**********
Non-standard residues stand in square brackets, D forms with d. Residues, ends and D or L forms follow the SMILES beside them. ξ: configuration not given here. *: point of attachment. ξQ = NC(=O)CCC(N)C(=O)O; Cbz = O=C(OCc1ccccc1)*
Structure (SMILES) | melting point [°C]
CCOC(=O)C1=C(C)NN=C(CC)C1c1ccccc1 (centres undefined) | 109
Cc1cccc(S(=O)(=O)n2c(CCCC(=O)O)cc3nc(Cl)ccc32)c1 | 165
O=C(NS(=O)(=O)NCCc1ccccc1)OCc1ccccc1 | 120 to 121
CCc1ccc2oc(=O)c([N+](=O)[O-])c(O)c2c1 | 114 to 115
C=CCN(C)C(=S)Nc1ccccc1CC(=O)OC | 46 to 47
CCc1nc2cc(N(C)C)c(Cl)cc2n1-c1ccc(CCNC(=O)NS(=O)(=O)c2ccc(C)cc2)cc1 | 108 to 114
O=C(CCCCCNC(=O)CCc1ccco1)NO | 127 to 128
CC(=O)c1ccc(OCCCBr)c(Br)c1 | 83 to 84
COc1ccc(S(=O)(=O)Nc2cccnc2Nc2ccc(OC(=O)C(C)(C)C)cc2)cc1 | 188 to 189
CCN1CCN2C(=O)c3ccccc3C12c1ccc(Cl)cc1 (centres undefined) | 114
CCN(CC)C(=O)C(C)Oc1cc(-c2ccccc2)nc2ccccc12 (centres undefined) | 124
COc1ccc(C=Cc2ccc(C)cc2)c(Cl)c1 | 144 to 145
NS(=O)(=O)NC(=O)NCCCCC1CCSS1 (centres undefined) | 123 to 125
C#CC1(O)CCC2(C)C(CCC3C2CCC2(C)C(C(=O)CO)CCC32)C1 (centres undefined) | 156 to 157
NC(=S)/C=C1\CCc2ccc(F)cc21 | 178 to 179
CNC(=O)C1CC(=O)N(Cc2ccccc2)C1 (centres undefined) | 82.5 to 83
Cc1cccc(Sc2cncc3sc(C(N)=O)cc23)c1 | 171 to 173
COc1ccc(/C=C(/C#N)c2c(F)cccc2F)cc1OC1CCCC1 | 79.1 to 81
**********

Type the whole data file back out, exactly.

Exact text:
Non-standard residues stand in square brackets, D forms with d. Residues, ends and D or L forms follow the SMILES beside them. ξ: configuration not given here. *: point of attachment. ξQ = NC(=O)CCC(N)C(=O)O; Cbz = O=C(OCc1ccccc1)*
Structure (SMILES) | melting point [°C]
CCOC(=O)C1=C(C)NN=C(CC)C1c1ccccc1 (centres undefined) | 109
Cc1cccc(S(=O)(=O)n2c(CCCC(=O)O)cc3nc(Cl)ccc32)c1 | 165
O=C(NS(=O)(=O)NCCc1ccccc1)OCc1ccccc1 | 120 to 121
CCc1ccc2oc(=O)c([N+](=O)[O-])c(O)c2c1 | 114 to 115
C=CCN(C)C(=S)Nc1ccccc1CC(=O)OC | 46 to 47
CCc1nc2cc(N(C)C)c(Cl)cc2n1-c1ccc(CCNC(=O)NS(=O)(=O)c2ccc(C)cc2)cc1 | 108 to 114
O=C(CCCCCNC(=O)CCc1ccco1)NO | 127 to 128
CC(=O)c1ccc(OCCCBr)c(Br)c1 | 83 to 84
COc1ccc(S(=O)(=O)Nc2cccnc2Nc2ccc(OC(=O)C(C)(C)C)cc2)cc1 | 188 to 189
CCN1CCN2C(=O)c3ccccc3C12c1ccc(Cl)cc1 (centres undefined) | 114
CCN(CC)C(=O)C(C)Oc1cc(-c2ccccc2)nc2ccccc12 (centres undefined) | 124
COc1ccc(C=Cc2ccc(C)cc2)c(Cl)c1 | 144 to 145
NS(=O)(=O)NC(=O)NCCCCC1CCSS1 (centres undefined) | 123 to 125
C#CC1(O)CCC2(C)C(CCC3C2CCC2(C)C(C(=O)CO)CCC32)C1 (centres undefined) | 156 to 157
NC(=S)/C=C1\CCc2ccc(F)cc21 | 178 to 179
CNC(=O)C1CC(=O)N(Cc2ccccc2)C1 (centres undefined) | 82.5 to 83
Cc1cccc(Sc2cncc3sc(C(N)=O)cc23)c1 | 171 to 173
COc1ccc(/C=C(/C#N)c2c(F)cccc2F)cc1OC1CCCC1 | 79.1 to 81